If Spider-Man is about forcing Maguire's Peter to understand the cost of not doing the right thing, then Spider-Man 2 is about bringing him face-to-face with the cost of doing the right thing. Peter Parker is, at his most basic, an everyday young man who wants to be able to pay his rent and go on dates with the girl he likes. That's what makes him such a universally relatable, enduring character, and Spider-Man 2 understands that. It doesn't shy away from the most embarrassing or frustrating aspects of his life. In addition to its core conflicts, the film even finds the time for an entire subplot about Peter’s inability to pay his rent in a timely manner. At every turn, Spider-Man 2 hits him with the impossible demands of living a double life — no matter how noble one may be.

Like any great superhero film, Spider-Man 2 finds the perfect villain to test Peter and his commitment to the greater good in Molina's Doc Ock. When his biggest scientific failure results in the horrifying demise of his wife, Otto sets out to use his mechanical arms to ensure that her demise wasn’t in vain. He resorts to crime and villainy in order to get one last shot at pulling off the invention he's spent his entire life trying to perfect. He puts his own dreams over everything else. In him, Peter is confronted with the worst possible version of himself: An extremely gifted man who uses his powers for his own gain.

When Peter sees firsthand the destruction of Otto's actions, as well as the love that his heroic deeds as Spider-Man inspires, he chooses to let go of his personal desires again. While Peter's climactic decision does lead to two tense, thrilling battles between him and Doc Ock, though, Spider-Man 2 doesn't settle for a straightforward, violent ending. Instead, after Peter's identity is revealed to both Otto and MJ, he tries one last time to save his former hero. Reciting a line that Otto said to him in Spider-Man 2's first act, Peter reminds his latest foe, "Sometimes, to do what’s right, we have to be steady and give up the thing we want the most — even our dreams." It's a dramatic beat that brings Spider-Man 2's story of internal conflict to a close and paves the way for its melancholic conclusion, in which Otto sacrifices himself to destroy his world-ending invention.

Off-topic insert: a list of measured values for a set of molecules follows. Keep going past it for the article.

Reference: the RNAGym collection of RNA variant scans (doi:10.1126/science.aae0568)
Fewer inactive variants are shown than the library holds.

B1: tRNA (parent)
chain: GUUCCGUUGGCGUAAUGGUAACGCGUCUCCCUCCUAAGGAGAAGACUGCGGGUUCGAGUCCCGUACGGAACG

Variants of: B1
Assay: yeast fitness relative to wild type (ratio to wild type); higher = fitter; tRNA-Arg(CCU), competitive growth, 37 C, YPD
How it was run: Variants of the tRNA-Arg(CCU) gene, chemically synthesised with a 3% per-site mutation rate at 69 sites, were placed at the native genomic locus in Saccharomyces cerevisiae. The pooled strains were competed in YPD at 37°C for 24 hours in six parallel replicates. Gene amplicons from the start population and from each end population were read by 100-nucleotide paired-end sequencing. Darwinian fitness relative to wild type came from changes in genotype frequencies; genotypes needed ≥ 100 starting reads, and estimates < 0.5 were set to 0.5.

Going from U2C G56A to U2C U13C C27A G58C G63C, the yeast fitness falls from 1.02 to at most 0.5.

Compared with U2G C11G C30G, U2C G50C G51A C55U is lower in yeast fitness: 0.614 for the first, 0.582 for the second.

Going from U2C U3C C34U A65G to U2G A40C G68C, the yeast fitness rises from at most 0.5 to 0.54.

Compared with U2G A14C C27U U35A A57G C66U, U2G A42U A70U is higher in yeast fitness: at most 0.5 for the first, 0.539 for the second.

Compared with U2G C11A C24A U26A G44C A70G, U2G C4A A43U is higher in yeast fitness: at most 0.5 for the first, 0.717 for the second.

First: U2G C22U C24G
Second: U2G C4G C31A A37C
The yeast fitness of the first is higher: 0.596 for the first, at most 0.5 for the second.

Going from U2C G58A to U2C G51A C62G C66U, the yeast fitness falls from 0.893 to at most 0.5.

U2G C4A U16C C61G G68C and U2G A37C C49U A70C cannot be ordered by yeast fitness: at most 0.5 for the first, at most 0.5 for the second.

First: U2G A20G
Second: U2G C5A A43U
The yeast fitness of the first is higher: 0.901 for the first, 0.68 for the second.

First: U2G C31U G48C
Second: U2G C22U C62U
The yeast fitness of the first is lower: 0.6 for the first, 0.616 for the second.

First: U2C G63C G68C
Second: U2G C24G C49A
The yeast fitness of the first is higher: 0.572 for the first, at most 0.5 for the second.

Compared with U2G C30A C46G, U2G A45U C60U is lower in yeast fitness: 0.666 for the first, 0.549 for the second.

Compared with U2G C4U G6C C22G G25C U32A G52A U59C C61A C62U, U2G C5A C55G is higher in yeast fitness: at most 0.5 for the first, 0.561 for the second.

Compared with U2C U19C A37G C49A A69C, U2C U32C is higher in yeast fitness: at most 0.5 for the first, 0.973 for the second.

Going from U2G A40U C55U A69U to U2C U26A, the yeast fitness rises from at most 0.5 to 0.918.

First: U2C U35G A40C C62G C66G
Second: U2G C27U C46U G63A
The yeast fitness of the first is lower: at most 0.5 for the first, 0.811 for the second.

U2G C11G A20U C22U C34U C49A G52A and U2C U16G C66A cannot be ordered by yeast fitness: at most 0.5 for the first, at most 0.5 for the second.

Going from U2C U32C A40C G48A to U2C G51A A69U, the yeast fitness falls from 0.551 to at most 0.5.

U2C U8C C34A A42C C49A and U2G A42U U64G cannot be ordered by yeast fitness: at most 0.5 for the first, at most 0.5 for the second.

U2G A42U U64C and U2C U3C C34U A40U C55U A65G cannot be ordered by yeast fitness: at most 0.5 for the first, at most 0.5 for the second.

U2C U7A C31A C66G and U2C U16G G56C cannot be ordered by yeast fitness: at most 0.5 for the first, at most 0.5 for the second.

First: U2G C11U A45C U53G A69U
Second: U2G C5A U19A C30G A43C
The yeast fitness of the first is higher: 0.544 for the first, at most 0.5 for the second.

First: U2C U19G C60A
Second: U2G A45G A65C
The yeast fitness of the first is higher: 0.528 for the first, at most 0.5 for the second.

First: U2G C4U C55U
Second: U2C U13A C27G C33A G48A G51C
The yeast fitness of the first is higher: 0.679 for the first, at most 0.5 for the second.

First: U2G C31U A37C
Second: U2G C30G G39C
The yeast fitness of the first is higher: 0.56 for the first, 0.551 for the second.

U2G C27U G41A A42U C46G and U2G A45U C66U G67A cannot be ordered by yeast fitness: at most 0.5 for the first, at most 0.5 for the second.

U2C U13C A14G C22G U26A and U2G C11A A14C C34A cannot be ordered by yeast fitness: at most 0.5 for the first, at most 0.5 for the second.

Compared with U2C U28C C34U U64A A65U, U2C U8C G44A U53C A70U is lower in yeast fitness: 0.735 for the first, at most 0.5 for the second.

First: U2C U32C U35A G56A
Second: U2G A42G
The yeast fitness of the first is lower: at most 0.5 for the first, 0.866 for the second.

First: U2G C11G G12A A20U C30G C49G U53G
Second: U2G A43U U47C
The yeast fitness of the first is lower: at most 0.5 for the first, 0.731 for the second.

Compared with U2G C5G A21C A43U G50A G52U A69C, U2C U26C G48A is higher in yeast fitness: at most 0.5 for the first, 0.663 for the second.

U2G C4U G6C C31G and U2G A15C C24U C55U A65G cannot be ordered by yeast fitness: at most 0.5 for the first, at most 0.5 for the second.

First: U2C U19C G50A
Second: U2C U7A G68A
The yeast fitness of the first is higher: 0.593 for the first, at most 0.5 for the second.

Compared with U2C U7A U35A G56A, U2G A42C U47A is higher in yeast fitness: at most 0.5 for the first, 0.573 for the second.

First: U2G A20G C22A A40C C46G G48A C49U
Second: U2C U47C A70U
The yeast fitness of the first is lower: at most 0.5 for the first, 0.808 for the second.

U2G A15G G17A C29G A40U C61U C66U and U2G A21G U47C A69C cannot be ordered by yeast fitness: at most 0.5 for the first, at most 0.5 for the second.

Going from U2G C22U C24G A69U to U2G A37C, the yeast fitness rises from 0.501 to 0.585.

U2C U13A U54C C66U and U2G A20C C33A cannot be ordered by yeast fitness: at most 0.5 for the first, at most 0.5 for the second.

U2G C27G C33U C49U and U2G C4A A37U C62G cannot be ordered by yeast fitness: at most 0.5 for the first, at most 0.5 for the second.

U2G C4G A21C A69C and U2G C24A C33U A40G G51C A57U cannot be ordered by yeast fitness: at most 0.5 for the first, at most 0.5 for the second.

Spider-Man 2 ends its emotionally complex story with an image that ranks as one of the greatest final shots in superhero movie history.

Sony Pictures

There are a lot of reasons why Spider-Man 2 has aged as well as it has. It is, of course, made with a level of technical precision and artistry that has become tragically hard to come by in the superhero genre, and it features more than a few all-time classic, breathtaking action sequences. Ultimately, though, it's the sincerity and heart of the film that still allows it to radiate as brightly as it does. It's a movie that's interested in spotlighting not only its hero's humanity, but also how impossible it is for anyone — even Spider-Man — to have it all. It does that all the way up to its last frame, which is itself a Graduate-esque fade-out close-up of Dunst's Mary Jane as she tries to accept the loneliness she'll inevitably feel by choosing to spend her life with Peter.

The shot is the perfect final note for Spider-Man 2 to conclude on — one that both expands the film's empathetic eye once more beyond Maguire's Peter and provides a fitting ending to a superhero movie that's about how learning to be an adult partly means learning to make sacrifices. What's more human or relatable than that?

Spider-Man 2 is streaming now on Disney+.